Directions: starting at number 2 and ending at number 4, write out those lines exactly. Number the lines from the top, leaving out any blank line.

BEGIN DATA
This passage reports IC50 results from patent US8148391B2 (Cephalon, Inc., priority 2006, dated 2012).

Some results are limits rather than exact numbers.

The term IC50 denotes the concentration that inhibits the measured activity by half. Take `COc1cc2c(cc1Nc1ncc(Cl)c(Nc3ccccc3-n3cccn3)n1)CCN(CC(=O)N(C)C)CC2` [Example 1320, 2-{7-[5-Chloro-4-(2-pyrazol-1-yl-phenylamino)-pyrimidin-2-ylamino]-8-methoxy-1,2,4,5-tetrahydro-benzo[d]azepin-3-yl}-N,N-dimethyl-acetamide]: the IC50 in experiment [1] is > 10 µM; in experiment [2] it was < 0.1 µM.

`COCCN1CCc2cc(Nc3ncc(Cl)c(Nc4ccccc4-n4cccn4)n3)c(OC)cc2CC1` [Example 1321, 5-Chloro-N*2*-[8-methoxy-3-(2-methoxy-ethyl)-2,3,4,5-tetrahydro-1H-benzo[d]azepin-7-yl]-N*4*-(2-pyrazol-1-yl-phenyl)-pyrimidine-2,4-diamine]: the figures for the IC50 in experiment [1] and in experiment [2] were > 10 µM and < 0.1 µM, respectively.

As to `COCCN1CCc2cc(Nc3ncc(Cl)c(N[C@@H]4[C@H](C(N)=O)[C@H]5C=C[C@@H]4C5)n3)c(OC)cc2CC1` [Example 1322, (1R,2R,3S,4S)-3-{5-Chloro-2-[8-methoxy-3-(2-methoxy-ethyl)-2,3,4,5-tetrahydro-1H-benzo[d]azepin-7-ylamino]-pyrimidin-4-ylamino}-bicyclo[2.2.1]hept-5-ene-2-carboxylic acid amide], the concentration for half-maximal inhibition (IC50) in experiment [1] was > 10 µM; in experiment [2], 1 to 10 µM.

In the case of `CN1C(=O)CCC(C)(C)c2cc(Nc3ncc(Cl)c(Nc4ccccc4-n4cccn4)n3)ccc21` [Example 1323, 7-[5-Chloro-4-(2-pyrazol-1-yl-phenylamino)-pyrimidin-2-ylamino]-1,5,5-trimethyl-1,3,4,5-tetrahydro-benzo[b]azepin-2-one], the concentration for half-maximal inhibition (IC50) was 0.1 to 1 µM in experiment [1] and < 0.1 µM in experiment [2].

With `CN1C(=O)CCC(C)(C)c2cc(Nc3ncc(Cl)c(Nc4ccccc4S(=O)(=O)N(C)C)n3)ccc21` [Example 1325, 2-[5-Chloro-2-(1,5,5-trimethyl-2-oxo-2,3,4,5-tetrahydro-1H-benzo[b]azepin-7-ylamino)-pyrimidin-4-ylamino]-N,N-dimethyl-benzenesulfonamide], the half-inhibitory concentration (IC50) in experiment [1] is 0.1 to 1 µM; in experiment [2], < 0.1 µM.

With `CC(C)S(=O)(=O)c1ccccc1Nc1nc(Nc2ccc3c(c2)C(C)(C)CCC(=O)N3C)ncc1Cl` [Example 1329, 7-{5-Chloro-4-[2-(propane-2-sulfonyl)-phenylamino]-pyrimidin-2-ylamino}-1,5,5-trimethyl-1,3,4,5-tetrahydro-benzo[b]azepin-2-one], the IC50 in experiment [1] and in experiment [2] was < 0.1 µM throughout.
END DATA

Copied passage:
Some results are limits rather than exact numbers.

The term IC50 denotes the concentration that inhibits the measured activity by half. Take `COc1cc2c(cc1Nc1ncc(Cl)c(Nc3ccccc3-n3cccn3)n1)CCN(CC(=O)N(C)C)CC2` [Example 1320, 2-{7-[5-Chloro-4-(2-pyrazol-1-yl-phenylamino)-pyrimidin-2-ylamino]-8-methoxy-1,2,4,5-tetrahydro-benzo[d]azepin-3-yl}-N,N-dimethyl-acetamide]: the IC50 in experiment [1] is > 10 µM; in experiment [2] it was < 0.1 µM.

`COCCN1CCc2cc(Nc3ncc(Cl)c(Nc4ccccc4-n4cccn4)n3)c(OC)cc2CC1` [Example 1321, 5-Chloro-N*2*-[8-methoxy-3-(2-methoxy-ethyl)-2,3,4,5-tetrahydro-1H-benzo[d]azepin-7-yl]-N*4*-(2-pyrazol-1-yl-phenyl)-pyrimidine-2,4-diamine]: the figures for the IC50 in experiment [1] and in experiment [2] were > 10 µM and < 0.1 µM, respectively.